Saturday, December 04, 2010
What We Remember
the Dining Room..... after the move
A few days ago, in the middle of our moving mess, I thought about writing a blob. I knew exactly what I wanted to write. In fact, I even wrote the first sentence, which went something like “there was a time…” Unfortunately, I think I left the idea somewhere in a box in one of six places we have stored all our worldly belongings. And again, unfortunately, it is going to be impossible for me to retrieve any thoughts or any worldly possessions for quite some time.
Anyway, it occurs to me that I should probably try to write about the move, about which, we did not tell everyone we wanted to know. There are a million reasons why our dissemination of information sucked. First of all, we put the house on the market with expectation that it would sell in a timely manner. Second, we sold it within two weeks of when it was listed and did not have the slightest idea of where we were going to move. It was simply too hard to answer the question, “well, where are you going?” without having the slightest idea about what to answer.
Third, I was spending all my time trying to get ready to move 25 years worth of things (and we should never forget they are only things), while trying to work in NY and seeing the kids in Massachusetts. Fourth, we were clearly in denial about the ending of an era which included adding room after room to fit our lifestyle, parties for every occasion, dinners at the kidney shaped table, events, of all kinds (from politics to karaoke, to holidays real and imagined), photos in the studio, years of children’s growing up drama. This was the place where my son told me that he thought he had sex, but asked me if I could confirm it. And the place where, when the weather prevented school from opening my daughter and all her friends did a four day marathon of “Angels in America” without ever getting out of their jimmies. Long after the snow cleared, and other parents said their children should come home, the kids were still happy to be camped out in the living room.
Fifth, I didn’t have the energy to deal with another loss – or for that matter, cleaning out another house and giving or throwing away things that, at one time seemed very important. And lastly, there are many wonderful friends to whom we never want to say goodbye. People always say they will come and visit or keep in touch, but unless they are as relentless as the beloved photojournalist who shares my life, or me – it usually doesn’t happen. And by the time we have a place to which we can invite people and to where we can gather everything in in one structure (without boxes), people may not even remember who we are or were.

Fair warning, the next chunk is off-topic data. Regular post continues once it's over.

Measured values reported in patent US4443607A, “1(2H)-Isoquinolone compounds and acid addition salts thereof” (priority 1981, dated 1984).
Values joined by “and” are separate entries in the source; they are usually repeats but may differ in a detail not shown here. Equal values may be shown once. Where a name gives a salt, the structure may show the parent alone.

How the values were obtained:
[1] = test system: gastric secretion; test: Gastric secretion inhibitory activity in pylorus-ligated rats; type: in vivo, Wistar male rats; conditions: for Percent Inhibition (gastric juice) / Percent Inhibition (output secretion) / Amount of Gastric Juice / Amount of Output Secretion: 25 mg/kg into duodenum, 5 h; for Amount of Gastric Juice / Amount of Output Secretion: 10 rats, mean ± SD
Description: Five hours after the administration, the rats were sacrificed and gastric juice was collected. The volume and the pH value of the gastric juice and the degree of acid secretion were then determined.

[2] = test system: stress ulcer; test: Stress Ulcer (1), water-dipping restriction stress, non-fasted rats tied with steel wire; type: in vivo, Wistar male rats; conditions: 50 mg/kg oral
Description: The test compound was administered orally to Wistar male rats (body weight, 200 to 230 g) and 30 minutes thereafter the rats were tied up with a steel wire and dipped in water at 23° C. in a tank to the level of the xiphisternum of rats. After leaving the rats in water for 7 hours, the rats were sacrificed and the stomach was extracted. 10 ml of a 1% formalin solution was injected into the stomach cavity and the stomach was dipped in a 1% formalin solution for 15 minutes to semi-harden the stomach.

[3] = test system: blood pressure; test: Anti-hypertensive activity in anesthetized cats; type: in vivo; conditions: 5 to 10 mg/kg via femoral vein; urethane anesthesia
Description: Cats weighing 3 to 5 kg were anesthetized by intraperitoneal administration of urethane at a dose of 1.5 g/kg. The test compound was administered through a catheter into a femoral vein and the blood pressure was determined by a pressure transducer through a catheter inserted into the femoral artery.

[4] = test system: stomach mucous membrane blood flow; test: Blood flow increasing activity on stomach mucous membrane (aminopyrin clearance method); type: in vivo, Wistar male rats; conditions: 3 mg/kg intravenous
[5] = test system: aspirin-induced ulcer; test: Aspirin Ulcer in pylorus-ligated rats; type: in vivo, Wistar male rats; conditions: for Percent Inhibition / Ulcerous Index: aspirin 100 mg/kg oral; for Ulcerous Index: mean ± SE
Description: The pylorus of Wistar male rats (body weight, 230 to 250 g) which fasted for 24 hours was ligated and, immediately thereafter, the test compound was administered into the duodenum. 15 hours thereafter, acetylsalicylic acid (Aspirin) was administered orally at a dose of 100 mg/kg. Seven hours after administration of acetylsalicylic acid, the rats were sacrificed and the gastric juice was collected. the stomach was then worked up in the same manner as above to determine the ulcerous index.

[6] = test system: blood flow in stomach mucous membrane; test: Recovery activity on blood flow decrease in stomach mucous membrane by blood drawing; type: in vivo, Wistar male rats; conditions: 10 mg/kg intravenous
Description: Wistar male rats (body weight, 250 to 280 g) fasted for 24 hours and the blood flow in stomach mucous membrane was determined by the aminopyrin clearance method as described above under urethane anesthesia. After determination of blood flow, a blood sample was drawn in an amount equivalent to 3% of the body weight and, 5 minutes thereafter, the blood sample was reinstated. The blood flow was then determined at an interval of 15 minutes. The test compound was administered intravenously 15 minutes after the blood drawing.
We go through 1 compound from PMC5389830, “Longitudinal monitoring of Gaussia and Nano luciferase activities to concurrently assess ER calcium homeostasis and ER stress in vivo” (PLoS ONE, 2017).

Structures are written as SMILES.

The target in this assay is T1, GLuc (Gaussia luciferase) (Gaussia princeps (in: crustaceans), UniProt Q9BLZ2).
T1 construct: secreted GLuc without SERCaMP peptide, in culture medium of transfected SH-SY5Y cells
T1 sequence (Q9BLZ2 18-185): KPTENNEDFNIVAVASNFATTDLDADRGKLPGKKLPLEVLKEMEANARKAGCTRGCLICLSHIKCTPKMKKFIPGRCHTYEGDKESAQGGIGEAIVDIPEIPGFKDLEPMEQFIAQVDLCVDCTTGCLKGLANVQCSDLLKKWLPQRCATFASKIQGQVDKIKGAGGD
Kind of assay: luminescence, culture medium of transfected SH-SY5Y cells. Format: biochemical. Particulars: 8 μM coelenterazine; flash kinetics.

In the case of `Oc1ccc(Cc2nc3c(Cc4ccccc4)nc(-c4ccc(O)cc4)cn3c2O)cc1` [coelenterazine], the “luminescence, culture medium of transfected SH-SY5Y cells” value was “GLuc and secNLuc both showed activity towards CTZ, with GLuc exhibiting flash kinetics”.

Therefore, I apologize for not calling people back in a timely manner, for not sharing the move information with everyone who should have been told, for not following up or through on projects that remain important (to the whole entire universe), and no matter how sensible, for not wanting the era to end.
Oh, now I remember. There was a time when my mother and my aunts went to the supermarket in their house dresses, with their hair in curlers, and but wearing their mink coats. There was a time when looking forward seemed such a big job and looking back was right there. There was a time when my brother was just a pain in the neck. I would see most of my cousins on some holiday and the idea of children was so remote it was laughable. But that time has come and I gone. The great grandchildren have the furs worn every morning to the supermarket. The future just isn’t as far away as we need it to be. My brother turns out to be amazing, a kind and generous human being who I would like to see all the time. My cousins (and a few good friends), have been a loving generous support system – right there to see us through what have been pretty difficult times. And, of course, now, I cannot imagine my life without my children and grandchildren.
the stuff in storage....till...
“Think of this as an adventure,” many people have suggested. Good idea, right!? Maybe when I can take a breath I will. Right now it’s hard to get past the mountain of boxes. Anyone want an old 78 record player or a shoe chair. We’re just sayin’.. Iris